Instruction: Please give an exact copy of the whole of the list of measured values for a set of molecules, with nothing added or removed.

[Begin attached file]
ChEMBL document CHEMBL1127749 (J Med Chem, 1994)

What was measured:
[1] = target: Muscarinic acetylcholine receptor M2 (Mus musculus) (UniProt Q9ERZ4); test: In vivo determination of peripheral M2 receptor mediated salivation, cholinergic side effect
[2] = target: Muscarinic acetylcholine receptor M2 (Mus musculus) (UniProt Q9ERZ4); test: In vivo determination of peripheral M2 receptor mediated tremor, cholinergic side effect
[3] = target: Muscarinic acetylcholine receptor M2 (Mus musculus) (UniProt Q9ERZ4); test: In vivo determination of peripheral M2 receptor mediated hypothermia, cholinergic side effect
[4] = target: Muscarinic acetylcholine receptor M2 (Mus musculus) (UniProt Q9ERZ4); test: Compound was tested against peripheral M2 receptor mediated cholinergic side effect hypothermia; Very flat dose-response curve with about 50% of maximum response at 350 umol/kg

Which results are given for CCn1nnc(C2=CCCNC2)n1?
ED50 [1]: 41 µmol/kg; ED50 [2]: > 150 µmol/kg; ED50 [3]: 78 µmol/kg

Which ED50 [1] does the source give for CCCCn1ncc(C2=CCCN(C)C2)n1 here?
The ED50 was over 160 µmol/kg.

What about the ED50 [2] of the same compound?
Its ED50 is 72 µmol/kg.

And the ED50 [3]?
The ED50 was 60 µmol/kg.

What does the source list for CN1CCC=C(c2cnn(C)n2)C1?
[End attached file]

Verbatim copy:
ChEMBL document CHEMBL1127749 (J Med Chem, 1994)

What was measured:
[1] = target: Muscarinic acetylcholine receptor M2 (Mus musculus) (UniProt Q9ERZ4); test: In vivo determination of peripheral M2 receptor mediated salivation, cholinergic side effect
[2] = target: Muscarinic acetylcholine receptor M2 (Mus musculus) (UniProt Q9ERZ4); test: In vivo determination of peripheral M2 receptor mediated tremor, cholinergic side effect
[3] = target: Muscarinic acetylcholine receptor M2 (Mus musculus) (UniProt Q9ERZ4); test: In vivo determination of peripheral M2 receptor mediated hypothermia, cholinergic side effect
[4] = target: Muscarinic acetylcholine receptor M2 (Mus musculus) (UniProt Q9ERZ4); test: Compound was tested against peripheral M2 receptor mediated cholinergic side effect hypothermia; Very flat dose-response curve with about 50% of maximum response at 350 umol/kg

Which results are given for CCn1nnc(C2=CCCNC2)n1?
ED50 [1]: 41 µmol/kg; ED50 [2]: > 150 µmol/kg; ED50 [3]: 78 µmol/kg

Which ED50 [1] does the source give for CCCCn1ncc(C2=CCCN(C)C2)n1 here?
The ED50 was over 160 µmol/kg.

What about the ED50 [2] of the same compound?
Its ED50 is 72 µmol/kg.

And the ED50 [3]?
The ED50 was 60 µmol/kg.

What does the source list for CN1CCC=C(c2cnn(C)n2)C1?